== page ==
The router

Let’s think for a second about what our router has to do:

  1. Know the address of the server the user’s stuff is on
  2. Somehow connect the user to that server

For the sake of this demo, we will consider requirement 1. out of scope and have our router use hardcoded values.

For requirement 2., we just need to help the client find the right backend machine for its document when it makes a request for a WebSocket connection upgrade; the client and the backend can establish their connection and communicate directly from then on.

We’ll be running the backend servers as Fly Machines on the same private network as the router app, which means we can use a super-cool feature called fly-replay to send a connection request on to a given VM.

fly-replay is a special header that fly-proxy, the aptly named proxy, understands, that can be used to replay a request somewhere else inside your private network. For instance, to replay a request in region sjc your app’s response could include the header fly-replay: region=sjc. You can also do fly-replay: app=otherapp;instance=instanceid, to target a specific VM. This is what we’ll use in our router.

Putting it all together

I unfortunately am not going to make the Next Best Thing Since Figma in this post for the sake of example, but I built something almost as good: a collaborative real-time todo list based on this demo from Replicache.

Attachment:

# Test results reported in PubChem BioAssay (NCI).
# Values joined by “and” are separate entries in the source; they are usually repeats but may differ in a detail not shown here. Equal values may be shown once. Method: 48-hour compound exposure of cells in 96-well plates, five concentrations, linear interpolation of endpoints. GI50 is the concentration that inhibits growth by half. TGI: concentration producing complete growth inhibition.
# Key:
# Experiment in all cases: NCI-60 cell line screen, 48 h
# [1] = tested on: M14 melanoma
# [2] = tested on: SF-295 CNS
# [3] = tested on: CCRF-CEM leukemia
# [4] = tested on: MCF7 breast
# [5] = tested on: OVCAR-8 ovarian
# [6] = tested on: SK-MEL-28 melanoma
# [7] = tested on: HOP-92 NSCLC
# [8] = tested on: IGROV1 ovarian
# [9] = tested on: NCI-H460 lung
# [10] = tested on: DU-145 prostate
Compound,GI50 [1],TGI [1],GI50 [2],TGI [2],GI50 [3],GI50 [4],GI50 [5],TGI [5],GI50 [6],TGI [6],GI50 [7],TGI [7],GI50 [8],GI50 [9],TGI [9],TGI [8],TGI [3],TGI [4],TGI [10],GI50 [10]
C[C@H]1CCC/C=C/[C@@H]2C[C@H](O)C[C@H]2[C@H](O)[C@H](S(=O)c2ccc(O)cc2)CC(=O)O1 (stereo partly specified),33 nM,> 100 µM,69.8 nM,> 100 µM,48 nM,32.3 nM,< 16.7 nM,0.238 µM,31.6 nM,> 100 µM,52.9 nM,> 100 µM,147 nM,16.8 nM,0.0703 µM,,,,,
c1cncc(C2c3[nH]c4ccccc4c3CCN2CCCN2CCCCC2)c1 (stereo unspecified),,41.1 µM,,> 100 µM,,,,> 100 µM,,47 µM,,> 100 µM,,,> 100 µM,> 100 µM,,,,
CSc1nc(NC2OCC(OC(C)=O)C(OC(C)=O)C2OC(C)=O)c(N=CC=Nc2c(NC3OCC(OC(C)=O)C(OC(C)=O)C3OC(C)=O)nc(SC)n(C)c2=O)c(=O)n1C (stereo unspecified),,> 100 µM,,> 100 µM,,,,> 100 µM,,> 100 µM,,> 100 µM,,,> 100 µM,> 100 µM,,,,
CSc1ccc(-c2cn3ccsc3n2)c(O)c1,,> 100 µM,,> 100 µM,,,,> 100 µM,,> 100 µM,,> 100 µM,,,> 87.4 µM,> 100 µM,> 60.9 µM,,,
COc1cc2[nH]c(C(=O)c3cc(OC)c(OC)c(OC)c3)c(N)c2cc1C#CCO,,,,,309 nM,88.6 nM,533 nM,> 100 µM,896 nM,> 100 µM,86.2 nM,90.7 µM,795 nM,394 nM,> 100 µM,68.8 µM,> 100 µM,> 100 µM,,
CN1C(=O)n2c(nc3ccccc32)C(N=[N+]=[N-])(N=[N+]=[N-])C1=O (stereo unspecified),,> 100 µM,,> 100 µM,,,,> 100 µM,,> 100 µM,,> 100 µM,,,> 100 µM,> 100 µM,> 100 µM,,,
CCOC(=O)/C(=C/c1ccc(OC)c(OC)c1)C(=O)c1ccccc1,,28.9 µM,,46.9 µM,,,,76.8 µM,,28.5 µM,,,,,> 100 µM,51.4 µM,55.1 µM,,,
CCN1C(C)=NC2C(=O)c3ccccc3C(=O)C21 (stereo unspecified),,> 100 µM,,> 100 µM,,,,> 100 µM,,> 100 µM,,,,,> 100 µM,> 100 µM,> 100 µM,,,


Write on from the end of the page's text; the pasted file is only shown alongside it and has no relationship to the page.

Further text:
Our todo list has three layers (directions to actually run these yourself can be found here):

  1. The frontend: a simple React app that connects to…
  2. The router: a simple Express server that uses fly-replay to replay the WebSocket request against the right instance of…
  3. The backend: the Replicache-meets-WebSockets thing we talked about before.

For the backend we just have a pool of Fly machines, each one responsible for a single todo list. Each todo list will be identified by the id of the machine it runs on.

So when a client connects to /api/replicache/websocket/machineID on the router, the router responds with fly-replay: app=replicache-backend;instance=machineID. This response is handled by fly-proxy, who replays the request against the appropriate backend machine, and voilà: the client is now directly talking to the right backend machine.

We now have a way over-engineered todo list(s): each list runs on its own VM, and a simple router leveraging fly-replay sends WebSocket connections to the correct backend.

You can check out the demo for yourself at You’ll see a list of clickable IDs. Each ID is a machine running an instance of the backend which corresponds to an individual todo list. If you are so inclined to set this demo up for yourself, the code and instructions are here.